Casa Morgado Esporão
The house, known in the archeological record as "Antiga Casa dos Senhores do Morgado do Esporão", was acquired in April 2015 to the Fernandes Family; a family with longstading tradition of land farming across extensive properties ("latifundios") in the Alentejo region. Locally, the building was know as the house of the golden boy ("menino de oiro"), the nickname of former owner João Lopes Fernandes (1905-1973). Childless, his parents promised they would make an offering of the child’s weight in gold, were they to be blessed with a heir. The promise was later payed to our Lady of O, a pregnant female figure that remains being worshiped at Evora’s Sé Cathedral.
The origins of the house are much older though. Published records point out to early ownership (15th or 16th Century) of parts of the ground floor of the building by the knight of the Bragança House Álvaro Mendes de Vasconcelos, known as the 4th "Morgado do Esporão". Mendes de Vasconcelos served king D. João III and was the portuguese ambassador in Madrid for 12 years, being regularly seen in the Court of Emperor Carlos V. His second wife, D. Guiomar de Melo, served as chaperone to Empress Isabel of Portugal, wife of Carlos V, and Queen Regent of Spain. As ambassador of King João III, he was also charged with negotiating with Pope Paul III the establishment of the inquisition in Portugal. Mendes de Vasconcelos was the owner of the Esporão property, a military outpost near Reguengos the Monsaraz that protected the border of the country against possible Spanish invasions. The famous tower in the Esporão property was built by order of Alvaro Mendes de Vasconcelos in the end of the 15th Century. Since 1973, the property is owned by a different family and is best known for its production of wine and olive oil.
There are, however, traces of 14th Century architecture in parts of the basement and one of the kitchens. Local sources suggest that the site originally hosted a palace owned by nobles serving the Court of King João I and Queen Filipa de Lencastre (formerly Philipa of Lancaster). Towards the end of the 14th Century, Princess Isabel, daughter of King João and Queen Filipa, is said to have lived there to escape the black plague that invaded Lisbon and killed her mother. Indeed, the street where the building is located is named after Princess Isabel even if it was built on top of a much older Roman road (viae), aligned with the Roman gate of the city, and dating as far back as the 2nd Century before Christ.
When the house was acquired in 2015, it had been vacant for nearly 40 years. Parts of the house were in danger of degradation and collapse. The roof was falling in several sections and some frescoes had ben ruined by the humidity percolating through the roofs and walls. Woordworms were starting to consume the wooden floors, the doors and the windows.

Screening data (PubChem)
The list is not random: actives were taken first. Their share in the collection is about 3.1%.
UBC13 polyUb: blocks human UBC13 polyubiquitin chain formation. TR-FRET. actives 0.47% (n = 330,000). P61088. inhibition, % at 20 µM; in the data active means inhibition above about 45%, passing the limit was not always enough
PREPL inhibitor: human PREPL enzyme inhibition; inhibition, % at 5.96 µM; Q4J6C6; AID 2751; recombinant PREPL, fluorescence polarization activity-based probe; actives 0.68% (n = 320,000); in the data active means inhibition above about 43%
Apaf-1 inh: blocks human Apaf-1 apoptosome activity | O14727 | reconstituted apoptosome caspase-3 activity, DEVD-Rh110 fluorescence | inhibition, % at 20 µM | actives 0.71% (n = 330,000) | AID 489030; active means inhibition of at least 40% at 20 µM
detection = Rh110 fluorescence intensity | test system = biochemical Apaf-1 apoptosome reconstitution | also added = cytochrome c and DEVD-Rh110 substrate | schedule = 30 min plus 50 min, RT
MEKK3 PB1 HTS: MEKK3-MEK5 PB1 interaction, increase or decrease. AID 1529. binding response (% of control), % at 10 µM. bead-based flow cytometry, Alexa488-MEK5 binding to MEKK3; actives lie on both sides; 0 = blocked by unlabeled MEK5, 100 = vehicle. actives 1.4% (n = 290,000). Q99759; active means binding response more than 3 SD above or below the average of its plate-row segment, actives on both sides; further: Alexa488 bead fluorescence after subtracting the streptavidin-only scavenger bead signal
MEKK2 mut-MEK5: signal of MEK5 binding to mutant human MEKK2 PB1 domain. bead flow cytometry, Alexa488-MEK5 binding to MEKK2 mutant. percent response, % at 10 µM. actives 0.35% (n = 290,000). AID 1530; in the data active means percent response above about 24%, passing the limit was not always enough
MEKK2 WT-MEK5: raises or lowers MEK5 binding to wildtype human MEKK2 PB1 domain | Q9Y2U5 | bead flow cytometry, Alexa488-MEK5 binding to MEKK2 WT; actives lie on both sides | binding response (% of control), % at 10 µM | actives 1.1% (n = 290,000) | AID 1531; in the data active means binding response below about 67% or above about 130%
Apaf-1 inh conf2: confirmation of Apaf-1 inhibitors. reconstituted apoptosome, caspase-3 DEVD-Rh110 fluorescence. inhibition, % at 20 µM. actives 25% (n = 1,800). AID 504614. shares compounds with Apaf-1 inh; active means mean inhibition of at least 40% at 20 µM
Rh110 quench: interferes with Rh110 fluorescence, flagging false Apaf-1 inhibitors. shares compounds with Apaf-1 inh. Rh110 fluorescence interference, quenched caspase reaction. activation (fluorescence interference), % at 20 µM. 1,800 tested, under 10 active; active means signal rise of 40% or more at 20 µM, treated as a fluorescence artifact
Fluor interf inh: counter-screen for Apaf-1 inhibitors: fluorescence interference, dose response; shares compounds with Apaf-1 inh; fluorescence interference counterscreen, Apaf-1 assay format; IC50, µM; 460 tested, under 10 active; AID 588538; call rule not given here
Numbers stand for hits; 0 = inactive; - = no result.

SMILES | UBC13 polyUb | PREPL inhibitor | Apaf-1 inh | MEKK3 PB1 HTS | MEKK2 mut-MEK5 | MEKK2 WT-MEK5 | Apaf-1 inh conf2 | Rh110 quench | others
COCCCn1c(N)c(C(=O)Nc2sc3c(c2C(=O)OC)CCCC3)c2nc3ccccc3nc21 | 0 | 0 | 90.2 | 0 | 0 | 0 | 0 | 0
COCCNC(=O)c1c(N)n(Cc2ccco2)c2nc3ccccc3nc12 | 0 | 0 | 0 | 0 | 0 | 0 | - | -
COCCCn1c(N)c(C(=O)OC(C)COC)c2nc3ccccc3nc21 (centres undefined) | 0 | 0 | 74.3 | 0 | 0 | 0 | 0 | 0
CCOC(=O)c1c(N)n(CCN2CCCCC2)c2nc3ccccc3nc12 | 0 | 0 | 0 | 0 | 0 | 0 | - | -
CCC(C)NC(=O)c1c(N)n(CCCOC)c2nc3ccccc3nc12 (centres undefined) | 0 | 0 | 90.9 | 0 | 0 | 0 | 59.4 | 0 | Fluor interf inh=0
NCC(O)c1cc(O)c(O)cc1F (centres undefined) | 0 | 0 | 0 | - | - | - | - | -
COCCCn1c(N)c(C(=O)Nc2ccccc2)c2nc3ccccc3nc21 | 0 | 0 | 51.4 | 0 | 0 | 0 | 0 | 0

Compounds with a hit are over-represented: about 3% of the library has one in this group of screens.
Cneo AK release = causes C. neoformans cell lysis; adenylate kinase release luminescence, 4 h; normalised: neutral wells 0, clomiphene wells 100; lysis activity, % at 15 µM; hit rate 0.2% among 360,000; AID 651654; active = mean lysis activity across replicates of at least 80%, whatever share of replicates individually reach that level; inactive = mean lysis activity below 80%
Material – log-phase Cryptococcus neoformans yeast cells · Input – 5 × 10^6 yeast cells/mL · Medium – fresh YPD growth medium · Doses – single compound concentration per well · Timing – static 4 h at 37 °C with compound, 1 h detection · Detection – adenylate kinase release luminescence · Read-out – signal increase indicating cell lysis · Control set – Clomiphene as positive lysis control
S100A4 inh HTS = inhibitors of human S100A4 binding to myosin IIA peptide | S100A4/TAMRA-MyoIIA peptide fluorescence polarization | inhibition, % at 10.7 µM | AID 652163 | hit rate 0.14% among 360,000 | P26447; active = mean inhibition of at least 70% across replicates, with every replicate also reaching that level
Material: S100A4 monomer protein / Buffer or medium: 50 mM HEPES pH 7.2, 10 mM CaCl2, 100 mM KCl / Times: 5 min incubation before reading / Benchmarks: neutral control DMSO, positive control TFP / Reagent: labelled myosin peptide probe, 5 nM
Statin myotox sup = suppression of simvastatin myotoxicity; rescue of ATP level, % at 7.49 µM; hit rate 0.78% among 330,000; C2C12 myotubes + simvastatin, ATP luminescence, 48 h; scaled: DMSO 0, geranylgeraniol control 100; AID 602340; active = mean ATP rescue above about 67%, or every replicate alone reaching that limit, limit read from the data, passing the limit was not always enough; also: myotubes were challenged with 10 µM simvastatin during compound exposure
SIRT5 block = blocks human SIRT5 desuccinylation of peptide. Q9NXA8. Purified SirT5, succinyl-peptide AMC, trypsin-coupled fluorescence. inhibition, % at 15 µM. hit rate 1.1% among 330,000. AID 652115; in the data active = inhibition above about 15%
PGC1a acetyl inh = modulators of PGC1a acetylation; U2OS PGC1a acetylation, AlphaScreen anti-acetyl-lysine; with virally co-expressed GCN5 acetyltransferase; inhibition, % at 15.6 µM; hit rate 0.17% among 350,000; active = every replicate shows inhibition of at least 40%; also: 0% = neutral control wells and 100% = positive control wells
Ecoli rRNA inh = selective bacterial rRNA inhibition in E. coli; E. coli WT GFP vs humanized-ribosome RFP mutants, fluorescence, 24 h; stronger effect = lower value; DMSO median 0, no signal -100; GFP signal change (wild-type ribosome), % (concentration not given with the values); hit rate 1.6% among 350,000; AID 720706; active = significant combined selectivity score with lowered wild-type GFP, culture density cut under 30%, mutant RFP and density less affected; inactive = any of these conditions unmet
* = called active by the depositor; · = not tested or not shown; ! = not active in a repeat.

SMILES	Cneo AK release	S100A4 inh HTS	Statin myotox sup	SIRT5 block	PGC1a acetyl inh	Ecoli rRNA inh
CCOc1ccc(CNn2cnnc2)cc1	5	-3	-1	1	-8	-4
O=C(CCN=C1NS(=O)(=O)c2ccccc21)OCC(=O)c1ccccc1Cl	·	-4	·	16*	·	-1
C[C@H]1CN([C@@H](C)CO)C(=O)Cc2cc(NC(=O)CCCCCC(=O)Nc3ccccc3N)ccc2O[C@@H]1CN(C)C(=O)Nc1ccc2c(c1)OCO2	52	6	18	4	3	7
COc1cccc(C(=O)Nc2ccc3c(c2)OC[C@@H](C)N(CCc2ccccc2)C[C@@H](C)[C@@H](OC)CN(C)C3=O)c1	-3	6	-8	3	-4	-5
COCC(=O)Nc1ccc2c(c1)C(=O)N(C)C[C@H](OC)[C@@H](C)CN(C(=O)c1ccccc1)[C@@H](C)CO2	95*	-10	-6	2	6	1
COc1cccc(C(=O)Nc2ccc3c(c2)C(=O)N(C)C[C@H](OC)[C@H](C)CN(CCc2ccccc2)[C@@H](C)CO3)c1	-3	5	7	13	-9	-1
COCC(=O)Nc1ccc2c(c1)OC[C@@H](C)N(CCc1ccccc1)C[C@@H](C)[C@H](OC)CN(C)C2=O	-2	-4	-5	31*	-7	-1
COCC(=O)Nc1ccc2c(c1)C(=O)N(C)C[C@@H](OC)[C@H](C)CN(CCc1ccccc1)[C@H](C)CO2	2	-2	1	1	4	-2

The conservation and restoration project of the house is being undertaken in close dialogue with a team of architects, engineers, the onwner of the building, and the local authorities (Direção Regional de Cultura and Camâra Municipal de Évora). In the words of an architect, the house represents "a folie of times and styles; roman axes, manueline arches, baroque frescoes, nineteenth-century ceilings and naïf landscapes, bonding peacefully together."
Below a text written (in Portuguese) by a notable local historian about the house:
TRAVESSA DAS CASAS PINTADAS N.º 6
Antiga moradia dos senhores do morgado do Esporão, foi alienada no ano de 1584 pelos descendentes de Álvaro Mendes de Vasconcelos e D. Guiomar de Melo, a D. Angela de Noronha, viúva de António Lobo e mãe de Luís Lopes Lobo e D. Maria de Noronha, menina esta a que se destinou como arras, pelo seu matrimónio com o fidalgo António de Mendonça. Importou esta transacção em 4 000 cruzados. Nas casas habitaram o inquisidor Jerónimo Teixeira, o cónego Sande e D. Luísa de Vasconcelos, filha de D. Guiomar, instituidora de um oratório particular dedicado a N.ª S.ª da Piedade, que em 1591 estava decorado com pinturas murais executadas por aquela nobre dama. O imóvel, penhorado em 1609 a António de Mendonça, a instâncias judiciais dos herdeiros de Bartolomeu Sanches, foi à praça no ano seguinte e arrematado por 150 000 rs. pelo cónego Álvaro Ferreira Magro; todavia, em 1618 entrou na posse plena do Desembargador Diogo Ferreira Magro, irmão daquele sacerdote, segundo documento lavrado pelo tabelião Diogo de Oliveira. Em 1654 era patrimonial do dr. Francisco Barreto de Figueiredo, que nele fez testamento no dia 6 de Fevereiro do mesmo ano escriturado pelo tabelião João Casqueiro de Sande. Este fidalgo era tio de Álvaro Ferreira, habitador do velho paço torreado da Rua Nova. Foi, durante muitos anos residência da benemérita D. Leonor de Oliveira Fernandes, que na frontaria do edifício é lembrada por uma lápida de mármore afixada em 3 de Março de 1952. Obras sucessivas de conservação modificaram totalmente o imóvel que conserva, todavia, nos alçados interiores, vestígios de arquitectura quinhentista; antigo é o portal exterior do pátio, de aparelho granítico e de boas proporções.
(Tulio Espanca - Inventário Artistico de Portugal – Concelho de Évora – I volume pag.138 – Lisboa 1966)